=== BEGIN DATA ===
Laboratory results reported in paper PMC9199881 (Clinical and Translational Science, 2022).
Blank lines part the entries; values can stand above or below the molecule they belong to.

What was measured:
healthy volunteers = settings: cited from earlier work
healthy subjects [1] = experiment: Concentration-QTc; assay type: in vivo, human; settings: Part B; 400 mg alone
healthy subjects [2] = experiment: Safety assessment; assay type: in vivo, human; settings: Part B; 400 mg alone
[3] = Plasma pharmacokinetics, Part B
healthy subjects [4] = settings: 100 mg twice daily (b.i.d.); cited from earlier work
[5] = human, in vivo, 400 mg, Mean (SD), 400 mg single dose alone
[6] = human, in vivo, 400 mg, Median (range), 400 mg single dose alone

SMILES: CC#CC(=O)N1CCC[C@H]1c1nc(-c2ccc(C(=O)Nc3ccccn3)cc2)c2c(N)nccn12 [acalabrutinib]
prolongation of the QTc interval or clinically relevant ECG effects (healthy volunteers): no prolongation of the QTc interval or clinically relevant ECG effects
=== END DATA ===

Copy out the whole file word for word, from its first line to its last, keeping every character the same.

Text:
Laboratory results reported in paper PMC9199881 (Clinical and Translational Science, 2022).
Blank lines part the entries; values can stand above or below the molecule they belong to.

What was measured:
healthy volunteers = settings: cited from earlier work
healthy subjects [1] = experiment: Concentration-QTc; assay type: in vivo, human; settings: Part B; 400 mg alone
healthy subjects [2] = experiment: Safety assessment; assay type: in vivo, human; settings: Part B; 400 mg alone
[3] = Plasma pharmacokinetics, Part B
healthy subjects [4] = settings: 100 mg twice daily (b.i.d.); cited from earlier work
[5] = human, in vivo, 400 mg, Mean (SD), 400 mg single dose alone
[6] = human, in vivo, 400 mg, Median (range), 400 mg single dose alone

SMILES: CC#CC(=O)N1CCC[C@H]1c1nc(-c2ccc(C(=O)Nc3ccccn3)cc2)c2c(N)nccn12 [acalabrutinib]
prolongation of the QTc interval or clinically relevant ECG effects (healthy volunteers): no prolongation of the QTc interval or clinically relevant ECG effects